OSGi tooling

There’s a really interesting conversation going on at TSS about OSGi and future directions for Enterprise Java.

I’ve posted a reply which I thought it was worth reposting here:

I think there are two issues with [the approach of repackaging existing modules as OSGi bundles and simply importing/exporting all packages] which really cause headaches going forward; Module vs API dependencies and complex “Uses” graphs.

Firstly module vs api; in most dependency tools such as Maven and Ivy the developer specifies dependencies at the module layer – i.e.

<dependency org=”org.apache.log4j” name=”org.apache.log4j” rev=”1.2.15″ />

But then spring have added an OSGi version of the module which has a different module id.

<dependency org=”org.apache.log4j” name=”com.springsource.org.apache.log4j” rev=”1.2.15″ />

How does the tooling know that these two modules are actually compatible? It can’t and this tends to lead to false dependency failures. This is the same problem as using module dependencies in OSGi at runtime. Actually the code is not dependent on the module but on the API that the module supplies.

Having been working with OSGi as part of our [1] distributed OSGi platform for almost 4 years now, I came to the conclusion that the tooling should use the notion of package import at build time – just as OSGi does at runtime. This is the approach I’ve taken in Sigil [2] which we’re now using to build our next product release.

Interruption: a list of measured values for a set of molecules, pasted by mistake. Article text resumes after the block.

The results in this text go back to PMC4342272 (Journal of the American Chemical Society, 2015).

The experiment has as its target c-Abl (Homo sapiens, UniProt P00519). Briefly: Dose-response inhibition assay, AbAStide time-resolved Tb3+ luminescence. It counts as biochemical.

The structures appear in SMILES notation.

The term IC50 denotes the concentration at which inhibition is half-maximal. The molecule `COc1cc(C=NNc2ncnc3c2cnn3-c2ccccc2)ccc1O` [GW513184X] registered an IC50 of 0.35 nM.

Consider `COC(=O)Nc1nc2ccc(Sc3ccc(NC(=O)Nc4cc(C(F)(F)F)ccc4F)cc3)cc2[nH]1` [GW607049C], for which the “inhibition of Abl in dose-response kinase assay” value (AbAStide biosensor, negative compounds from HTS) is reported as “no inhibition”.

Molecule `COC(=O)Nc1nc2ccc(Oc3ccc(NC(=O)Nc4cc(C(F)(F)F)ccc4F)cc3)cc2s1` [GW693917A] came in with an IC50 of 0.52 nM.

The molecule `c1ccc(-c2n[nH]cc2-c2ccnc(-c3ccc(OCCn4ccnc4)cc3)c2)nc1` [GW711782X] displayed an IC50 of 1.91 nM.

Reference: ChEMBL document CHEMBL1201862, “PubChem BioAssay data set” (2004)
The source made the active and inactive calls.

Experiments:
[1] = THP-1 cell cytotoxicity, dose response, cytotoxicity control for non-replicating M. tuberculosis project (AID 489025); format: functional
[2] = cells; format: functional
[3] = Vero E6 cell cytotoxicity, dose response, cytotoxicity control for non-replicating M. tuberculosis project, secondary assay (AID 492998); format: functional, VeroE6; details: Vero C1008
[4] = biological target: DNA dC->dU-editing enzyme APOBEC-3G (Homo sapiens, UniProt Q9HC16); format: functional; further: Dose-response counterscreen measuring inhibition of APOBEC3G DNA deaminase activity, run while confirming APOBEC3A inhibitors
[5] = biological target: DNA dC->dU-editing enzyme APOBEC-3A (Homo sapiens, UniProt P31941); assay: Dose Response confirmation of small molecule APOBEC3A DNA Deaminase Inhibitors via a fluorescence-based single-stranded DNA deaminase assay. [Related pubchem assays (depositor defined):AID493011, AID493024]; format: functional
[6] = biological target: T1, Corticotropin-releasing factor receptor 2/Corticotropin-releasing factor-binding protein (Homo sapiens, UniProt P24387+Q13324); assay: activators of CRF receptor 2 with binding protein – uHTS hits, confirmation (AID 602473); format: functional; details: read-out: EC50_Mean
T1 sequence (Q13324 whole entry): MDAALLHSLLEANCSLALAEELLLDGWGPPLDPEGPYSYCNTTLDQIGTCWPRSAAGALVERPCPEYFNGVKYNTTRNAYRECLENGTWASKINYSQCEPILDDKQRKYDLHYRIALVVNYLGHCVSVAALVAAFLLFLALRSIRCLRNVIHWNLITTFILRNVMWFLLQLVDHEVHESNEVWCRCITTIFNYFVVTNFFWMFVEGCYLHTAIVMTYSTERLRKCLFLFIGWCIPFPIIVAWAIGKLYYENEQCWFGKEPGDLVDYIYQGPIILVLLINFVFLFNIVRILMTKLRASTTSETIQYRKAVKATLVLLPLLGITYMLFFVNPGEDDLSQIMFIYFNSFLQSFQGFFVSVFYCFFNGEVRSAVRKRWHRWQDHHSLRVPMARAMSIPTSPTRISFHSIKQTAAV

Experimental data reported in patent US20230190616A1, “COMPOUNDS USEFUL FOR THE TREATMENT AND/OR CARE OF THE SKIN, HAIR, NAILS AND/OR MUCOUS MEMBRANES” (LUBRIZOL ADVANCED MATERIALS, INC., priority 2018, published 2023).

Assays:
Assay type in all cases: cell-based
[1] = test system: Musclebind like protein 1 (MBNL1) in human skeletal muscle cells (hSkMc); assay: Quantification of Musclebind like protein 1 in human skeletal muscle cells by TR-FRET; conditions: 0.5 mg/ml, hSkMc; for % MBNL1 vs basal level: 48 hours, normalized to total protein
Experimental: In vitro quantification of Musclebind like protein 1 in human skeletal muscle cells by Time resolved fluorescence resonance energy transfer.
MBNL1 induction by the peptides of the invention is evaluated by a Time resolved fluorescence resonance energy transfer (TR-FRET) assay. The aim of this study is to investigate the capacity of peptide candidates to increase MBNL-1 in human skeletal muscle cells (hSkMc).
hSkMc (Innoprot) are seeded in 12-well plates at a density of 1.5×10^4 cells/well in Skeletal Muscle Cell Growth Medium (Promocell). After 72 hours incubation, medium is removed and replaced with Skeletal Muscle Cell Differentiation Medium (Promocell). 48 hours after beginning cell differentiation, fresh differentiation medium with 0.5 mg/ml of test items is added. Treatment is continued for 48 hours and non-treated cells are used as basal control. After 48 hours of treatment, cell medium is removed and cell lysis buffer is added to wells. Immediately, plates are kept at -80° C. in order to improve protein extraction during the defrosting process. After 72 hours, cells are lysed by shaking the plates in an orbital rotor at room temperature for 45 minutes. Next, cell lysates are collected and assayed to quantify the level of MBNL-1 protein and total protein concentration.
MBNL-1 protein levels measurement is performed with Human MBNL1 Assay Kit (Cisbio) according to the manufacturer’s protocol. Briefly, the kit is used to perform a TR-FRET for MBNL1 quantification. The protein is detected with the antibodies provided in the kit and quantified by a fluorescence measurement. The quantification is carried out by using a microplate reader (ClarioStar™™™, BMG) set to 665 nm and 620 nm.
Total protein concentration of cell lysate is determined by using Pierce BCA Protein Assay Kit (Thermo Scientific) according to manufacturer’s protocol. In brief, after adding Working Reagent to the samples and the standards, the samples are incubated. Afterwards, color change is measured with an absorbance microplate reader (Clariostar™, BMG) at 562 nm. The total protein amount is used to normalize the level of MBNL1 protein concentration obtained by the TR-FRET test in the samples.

Having taken the jump to use API dependencies our build system is now much simpler to manage. Instead of having to manually lookup which module supplies a package, I just type the package into the IDE and our tooling goes off and trawls the OSGi manifest information in various repositories to find a module that supports it (seemless). We’ve also used this on a number of third party applications (the record being a project with over 600 modules – which we managed to convert to use sigil in less than a couple of hours based on pretty much a simple grep of the java code for java import statements).

Secondly the major thorn in the approach of naively exporting all packages in a module is the complex “uses” information it generates. “Uses” is a flag provided by OSGi on exports to assert that the class space is coherent across multiple bundle import/export hops.

It is currently believed that the “uses” information makes the problem of resolving bundle dependencies NP-complete. As the number of bundles and import/exports increases the number of calculations the OSGi runtime has to do to check that all bundles can sit together goes up at a terrifying rate.

I’ve referred to this as placing barbed wire around sand castles (in most cases). If the modules were more sensibly designed i.e. only exporting the “really” public code then this problem is much reduced.

I’m also attending the summit Jason refers to and I’ve called a BOF “OSGi Development Tooling” with Peter Kriens and Chris Aniszczyk at the OSGiDevCon conference just prior to the summit to discuss tooling efforts w.r.t. OSGi. The BOF is open to the general public and it would be great to hear opinions before we sit down at the summit to figure out a path forwards.

[1] http://www.paremus.com
[2] http://sigil.codecauldron.org

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